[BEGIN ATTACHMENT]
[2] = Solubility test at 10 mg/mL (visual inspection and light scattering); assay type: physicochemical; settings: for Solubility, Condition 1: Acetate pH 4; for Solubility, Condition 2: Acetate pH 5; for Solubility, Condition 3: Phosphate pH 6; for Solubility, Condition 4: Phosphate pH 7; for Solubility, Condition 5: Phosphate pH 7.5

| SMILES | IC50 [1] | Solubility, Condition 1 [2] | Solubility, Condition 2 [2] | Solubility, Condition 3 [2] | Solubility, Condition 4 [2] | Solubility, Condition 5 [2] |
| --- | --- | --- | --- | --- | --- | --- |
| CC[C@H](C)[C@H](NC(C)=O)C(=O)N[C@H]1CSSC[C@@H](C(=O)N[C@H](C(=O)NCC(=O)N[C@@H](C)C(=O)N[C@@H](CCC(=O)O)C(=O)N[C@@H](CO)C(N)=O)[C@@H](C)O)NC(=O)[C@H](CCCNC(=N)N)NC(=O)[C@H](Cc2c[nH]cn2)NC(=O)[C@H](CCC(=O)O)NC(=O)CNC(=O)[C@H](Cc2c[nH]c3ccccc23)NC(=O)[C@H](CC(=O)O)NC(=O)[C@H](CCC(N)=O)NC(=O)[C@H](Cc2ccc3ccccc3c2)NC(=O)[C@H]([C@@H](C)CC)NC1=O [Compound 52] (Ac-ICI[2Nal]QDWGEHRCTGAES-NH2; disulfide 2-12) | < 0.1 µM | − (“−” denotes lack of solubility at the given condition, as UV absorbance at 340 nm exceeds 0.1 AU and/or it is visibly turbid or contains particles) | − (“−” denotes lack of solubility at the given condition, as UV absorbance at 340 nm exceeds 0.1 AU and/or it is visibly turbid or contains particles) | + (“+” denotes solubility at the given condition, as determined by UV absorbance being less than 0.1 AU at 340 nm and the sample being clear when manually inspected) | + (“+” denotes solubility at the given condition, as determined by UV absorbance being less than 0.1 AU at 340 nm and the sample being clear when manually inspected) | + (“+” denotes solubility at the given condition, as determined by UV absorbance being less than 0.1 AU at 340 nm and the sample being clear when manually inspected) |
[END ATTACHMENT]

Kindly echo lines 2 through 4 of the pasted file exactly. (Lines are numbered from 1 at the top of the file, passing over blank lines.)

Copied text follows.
| SMILES | IC50 [1] | Solubility, Condition 1 [2] | Solubility, Condition 2 [2] | Solubility, Condition 3 [2] | Solubility, Condition 4 [2] | Solubility, Condition 5 [2] |
| --- | --- | --- | --- | --- | --- | --- |
| CC[C@H](C)[C@H](NC(C)=O)C(=O)N[C@H]1CSSC[C@@H](C(=O)N[C@H](C(=O)NCC(=O)N[C@@H](C)C(=O)N[C@@H](CCC(=O)O)C(=O)N[C@@H](CO)C(N)=O)[C@@H](C)O)NC(=O)[C@H](CCCNC(=N)N)NC(=O)[C@H](Cc2c[nH]cn2)NC(=O)[C@H](CCC(=O)O)NC(=O)CNC(=O)[C@H](Cc2c[nH]c3ccccc23)NC(=O)[C@H](CC(=O)O)NC(=O)[C@H](CCC(N)=O)NC(=O)[C@H](Cc2ccc3ccccc3c2)NC(=O)[C@H]([C@@H](C)CC)NC1=O [Compound 52] (Ac-ICI[2Nal]QDWGEHRCTGAES-NH2; disulfide 2-12) | < 0.1 µM | − (“−” denotes lack of solubility at the given condition, as UV absorbance at 340 nm exceeds 0.1 AU and/or it is visibly turbid or contains particles) | − (“−” denotes lack of solubility at the given condition, as UV absorbance at 340 nm exceeds 0.1 AU and/or it is visibly turbid or contains particles) | + (“+” denotes solubility at the given condition, as determined by UV absorbance being less than 0.1 AU at 340 nm and the sample being clear when manually inspected) | + (“+” denotes solubility at the given condition, as determined by UV absorbance being less than 0.1 AU at 340 nm and the sample being clear when manually inspected) | + (“+” denotes solubility at the given condition, as determined by UV absorbance being less than 0.1 AU at 340 nm and the sample being clear when manually inspected) |